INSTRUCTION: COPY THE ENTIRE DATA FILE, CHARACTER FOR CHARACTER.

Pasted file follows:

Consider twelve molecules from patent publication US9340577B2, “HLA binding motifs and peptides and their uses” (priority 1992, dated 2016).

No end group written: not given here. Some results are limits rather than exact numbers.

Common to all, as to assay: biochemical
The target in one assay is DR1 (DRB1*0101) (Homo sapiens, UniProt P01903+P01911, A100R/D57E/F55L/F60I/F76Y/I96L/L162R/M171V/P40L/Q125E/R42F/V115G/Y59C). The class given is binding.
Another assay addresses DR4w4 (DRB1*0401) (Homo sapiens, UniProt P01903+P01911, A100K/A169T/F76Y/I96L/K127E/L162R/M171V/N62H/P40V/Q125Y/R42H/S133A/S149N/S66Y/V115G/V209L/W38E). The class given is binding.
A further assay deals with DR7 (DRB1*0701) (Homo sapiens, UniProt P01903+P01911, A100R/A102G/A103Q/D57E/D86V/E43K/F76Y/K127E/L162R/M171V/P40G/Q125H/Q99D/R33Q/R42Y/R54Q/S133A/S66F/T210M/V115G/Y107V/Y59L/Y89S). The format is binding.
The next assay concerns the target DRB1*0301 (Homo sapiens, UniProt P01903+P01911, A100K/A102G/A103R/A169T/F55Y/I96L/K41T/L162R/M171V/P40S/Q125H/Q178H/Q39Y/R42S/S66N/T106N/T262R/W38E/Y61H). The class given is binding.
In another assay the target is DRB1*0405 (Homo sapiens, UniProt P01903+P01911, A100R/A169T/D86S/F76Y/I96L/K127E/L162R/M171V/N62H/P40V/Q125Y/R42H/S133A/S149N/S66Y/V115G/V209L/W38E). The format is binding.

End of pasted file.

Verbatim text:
Consider twelve molecules from patent publication US9340577B2, “HLA binding motifs and peptides and their uses” (priority 1992, dated 2016).

No end group written: not given here. Some results are limits rather than exact numbers.

Common to all, as to assay: biochemical
The target in one assay is DR1 (DRB1*0101) (Homo sapiens, UniProt P01903+P01911, A100R/D57E/F55L/F60I/F76Y/I96L/L162R/M171V/P40L/Q125E/R42F/V115G/Y59C). The class given is binding.
Another assay addresses DR4w4 (DRB1*0401) (Homo sapiens, UniProt P01903+P01911, A100K/A169T/F76Y/I96L/K127E/L162R/M171V/N62H/P40V/Q125Y/R42H/S133A/S149N/S66Y/V115G/V209L/W38E). The class given is binding.
A further assay deals with DR7 (DRB1*0701) (Homo sapiens, UniProt P01903+P01911, A100R/A102G/A103Q/D57E/D86V/E43K/F76Y/K127E/L162R/M171V/P40G/Q125H/Q99D/R33Q/R42Y/R54Q/S133A/S66F/T210M/V115G/Y107V/Y59L/Y89S). The format is binding.
The next assay concerns the target DRB1*0301 (Homo sapiens, UniProt P01903+P01911, A100K/A102G/A103R/A169T/F55Y/I96L/K41T/L162R/M171V/P40S/Q125H/Q178H/Q39Y/R42S/S66N/T106N/T262R/W38E/Y61H). The class given is binding.
In another assay the target is DRB1*0405 (Homo sapiens, UniProt P01903+P01911, A100R/A169T/D86S/F76Y/I96L/K127E/L162R/M171V/N62H/P40V/Q125Y/R42H/S133A/S149N/S66Y/V115G/V209L/W38E). The format is binding.